Volume 5, Number 47 - February 16, 2006
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Suitable habitat for grizzlies at issue
Last week, Wyoming Game and Fish Department Director Terry Cleveland issued his agency’s final comments to the U.S. Fish and Wildlife Service on the draft rule to de-list grizzly bears.
Cleveland pointed out that the biggest issue with the draft rule is the designation of “suitable” habitat.
“The suitable habitat designated in the draft rule is essentially biologically suitable habitat with urban areas and active domestic sheep allotments removed,” Cleveland wrote.
The draft rule defined suitable habitat for Yellowstone’s bears to include all of northwestern Wyoming, south through the Bridger-Teton National Forest in the Wind River Range, but excluding the Wyoming Range. Suitable habitat was defined as having three characteristics: being of adequate habitat quality and quantity to support grizzly bear reproduction and survival; contiguous with the current distribution of current population; and low mortality risk as indicated through reasonable and manageable levels of grizzly bear/human conflicts.
FWS’ rule included a map providing that suitable bear habitat includes the Wind River Mountain Range, although the WG&F’s state management plan deleted this area. The state plan notes that although some portions of western Wyoming may contain biologically suitable habitat for grizzly bears, not all of that habitat is “socially acceptable” for grizzlies. Taking this into consideration, WG&F maintains, “it appears the biologically suitable and socially acceptable habitats in the Wyoming portion of the Greater Yellowstone Area occur north of the Snake River Canyon and Hoback River, which includes a contiguous region bounding the Absaroka Range and that portion of the Wind River Range north of Boulder Creek.”
WG&F maintains in its state plan for management of grizzlies upon delisting that the Wyoming and Salt River Ranges are not suitable for grizzly bear occupancy, nor is the portion of the Wind River Range south of Boulder Creek. In addition, “all private lands and most of the lands managed by the BLM outside the national forests have high potential for human/grizzly bear conflicts and a source of grizzly bear mortality making them unsuitable for sustaining grizzly bears.”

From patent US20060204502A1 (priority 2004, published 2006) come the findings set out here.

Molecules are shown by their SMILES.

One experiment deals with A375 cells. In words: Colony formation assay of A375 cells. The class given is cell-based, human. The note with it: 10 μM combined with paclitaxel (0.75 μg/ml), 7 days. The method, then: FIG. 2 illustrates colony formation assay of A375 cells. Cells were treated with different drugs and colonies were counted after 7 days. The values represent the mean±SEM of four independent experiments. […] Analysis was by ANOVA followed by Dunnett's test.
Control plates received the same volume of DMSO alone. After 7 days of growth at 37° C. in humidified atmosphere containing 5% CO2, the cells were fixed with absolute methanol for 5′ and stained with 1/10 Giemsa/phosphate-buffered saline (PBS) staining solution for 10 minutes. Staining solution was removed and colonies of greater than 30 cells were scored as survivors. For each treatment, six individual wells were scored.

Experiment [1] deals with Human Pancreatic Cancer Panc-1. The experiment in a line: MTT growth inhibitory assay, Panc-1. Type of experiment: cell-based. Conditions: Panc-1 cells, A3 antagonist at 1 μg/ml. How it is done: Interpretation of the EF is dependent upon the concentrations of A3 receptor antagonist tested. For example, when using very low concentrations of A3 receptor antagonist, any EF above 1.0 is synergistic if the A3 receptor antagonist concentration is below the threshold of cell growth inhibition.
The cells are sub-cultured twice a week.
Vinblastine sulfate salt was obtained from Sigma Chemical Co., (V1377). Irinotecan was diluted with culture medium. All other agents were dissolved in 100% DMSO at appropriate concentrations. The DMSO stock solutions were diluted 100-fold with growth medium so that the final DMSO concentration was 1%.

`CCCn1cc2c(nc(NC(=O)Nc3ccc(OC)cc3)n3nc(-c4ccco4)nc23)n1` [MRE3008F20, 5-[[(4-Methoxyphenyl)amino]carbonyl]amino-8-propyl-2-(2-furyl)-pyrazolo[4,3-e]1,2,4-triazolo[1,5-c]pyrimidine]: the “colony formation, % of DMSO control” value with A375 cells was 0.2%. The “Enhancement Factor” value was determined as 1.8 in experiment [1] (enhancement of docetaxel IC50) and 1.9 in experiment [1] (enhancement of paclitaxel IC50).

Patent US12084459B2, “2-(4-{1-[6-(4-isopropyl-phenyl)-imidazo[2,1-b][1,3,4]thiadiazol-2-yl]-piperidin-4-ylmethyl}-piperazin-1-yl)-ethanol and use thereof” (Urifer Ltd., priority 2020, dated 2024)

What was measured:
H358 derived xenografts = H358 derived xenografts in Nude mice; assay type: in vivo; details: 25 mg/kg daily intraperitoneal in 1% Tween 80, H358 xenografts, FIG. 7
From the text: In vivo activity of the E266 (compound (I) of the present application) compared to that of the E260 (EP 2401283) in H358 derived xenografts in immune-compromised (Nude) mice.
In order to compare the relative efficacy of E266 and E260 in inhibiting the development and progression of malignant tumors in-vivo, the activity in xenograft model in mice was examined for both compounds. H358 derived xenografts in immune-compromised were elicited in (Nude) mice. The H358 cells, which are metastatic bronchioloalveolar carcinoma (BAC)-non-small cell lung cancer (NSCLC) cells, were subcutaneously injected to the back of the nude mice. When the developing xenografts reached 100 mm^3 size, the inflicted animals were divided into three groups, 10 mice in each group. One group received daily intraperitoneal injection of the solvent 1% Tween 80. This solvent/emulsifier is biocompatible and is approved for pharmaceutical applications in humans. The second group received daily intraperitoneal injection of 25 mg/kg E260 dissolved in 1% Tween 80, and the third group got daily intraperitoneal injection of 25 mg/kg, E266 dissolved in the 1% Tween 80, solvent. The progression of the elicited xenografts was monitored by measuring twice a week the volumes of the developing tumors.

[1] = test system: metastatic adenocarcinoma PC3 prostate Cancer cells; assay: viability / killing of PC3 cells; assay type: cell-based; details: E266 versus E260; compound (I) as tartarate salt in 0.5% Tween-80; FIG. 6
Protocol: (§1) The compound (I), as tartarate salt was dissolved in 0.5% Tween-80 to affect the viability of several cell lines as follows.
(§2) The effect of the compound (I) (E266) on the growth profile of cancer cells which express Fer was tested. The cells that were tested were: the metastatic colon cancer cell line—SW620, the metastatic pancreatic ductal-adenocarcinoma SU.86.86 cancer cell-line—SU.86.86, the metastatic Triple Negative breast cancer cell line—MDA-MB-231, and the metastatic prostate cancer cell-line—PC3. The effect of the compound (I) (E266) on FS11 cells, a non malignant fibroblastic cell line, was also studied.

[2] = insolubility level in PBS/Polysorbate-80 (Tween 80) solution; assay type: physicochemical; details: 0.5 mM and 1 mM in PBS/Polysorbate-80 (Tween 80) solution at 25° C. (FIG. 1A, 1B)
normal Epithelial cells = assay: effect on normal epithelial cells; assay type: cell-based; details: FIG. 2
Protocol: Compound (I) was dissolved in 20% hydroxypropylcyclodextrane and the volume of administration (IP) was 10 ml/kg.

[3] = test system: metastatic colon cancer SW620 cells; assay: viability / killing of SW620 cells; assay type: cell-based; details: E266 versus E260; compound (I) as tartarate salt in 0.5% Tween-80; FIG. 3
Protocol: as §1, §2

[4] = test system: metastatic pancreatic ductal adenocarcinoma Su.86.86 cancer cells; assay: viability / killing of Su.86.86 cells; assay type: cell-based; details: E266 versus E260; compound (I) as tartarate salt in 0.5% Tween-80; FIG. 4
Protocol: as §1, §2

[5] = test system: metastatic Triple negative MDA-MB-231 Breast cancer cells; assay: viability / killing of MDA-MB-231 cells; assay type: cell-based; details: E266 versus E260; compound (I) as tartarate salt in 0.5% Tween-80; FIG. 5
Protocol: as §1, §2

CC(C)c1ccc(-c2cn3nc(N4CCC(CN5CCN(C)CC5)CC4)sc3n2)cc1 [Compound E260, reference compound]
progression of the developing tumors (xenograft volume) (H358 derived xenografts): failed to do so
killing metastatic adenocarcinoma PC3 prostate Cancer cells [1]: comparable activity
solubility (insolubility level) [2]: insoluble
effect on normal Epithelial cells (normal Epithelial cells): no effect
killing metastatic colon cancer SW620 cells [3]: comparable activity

The state plan also acknowledged that the Upper Green River region, which is already occupied by grizzlies and experiences numerousc onflicts every year, “could also be considered unsuitable for grizzly bear occupancy,” but the area is significant in ensuring long-term bear distribution and population objectives. Recognizing the area’s importance, the plan noted,“this does not preclude managing for low bear densities” to minimize conflicts.
Cleveland pointed out in his letter to FWS that the federal conservation strategy for grizzlies states that state grizzly management plans will provide management direction for those areas adjacent to the current bear recovery zone as well as allowing grizzly bears to expand into areas that are both biologically suitable and socially acceptable.
Wyoming’s plan determined that not all biologically suitable bear habitat in western Wyoming is socially acceptable for bear occupancy and includes efforts to discourage dispersal and occupancy in the southern Wind Rivers. Unfortunately, the draft de-listing rule included this area as “suitable habitat.”
Cleveland noted that the state plan recognizes that although a grizzly could disperse into the biologically suitable habitat in the southern Winds, “and could live there if it never caused any human conflicts ... the chance of a grizzly bear occupying this area without human conflict is very slim.”
Cleveland noted that five places in the draft de-listing rule, FWS states that grizzlies will be allowed to expand into suitable habitat or all suitable habitat, as defined by the draft rule.
“Without a qualification after each of these statements that expansion of bears in areas outside the primary conservation area will be per direction provided in the conservation strategy and associated state grizzlybear management plans, there is some confusion whether expansion will simply be allowed or managed per state plans,” Cleveland wrote. “It is imperative that the final rule be absolutely clear that grizzly bear distribution outside the primary conservation area will be managed according to the provisions of each state plan as specified in the conservation strategy.”
Cleveland’s letter requested a few other changes, including a clarification of the rule to note that food storage rules would only been forced on national park and forest lands in suitable habitat, “and not on all lands.”
Cleveland pointed out that in Wyoming, there is no provision in law that would allow individuals to take grizzly bears in the act of killing livestock or destroying private property. Noting that Montana does have such a law, Cleveland wrote, “Wyoming could consider a statutory change to allow this form of take in the future, since this type of take will never account for significant bear mortality.”
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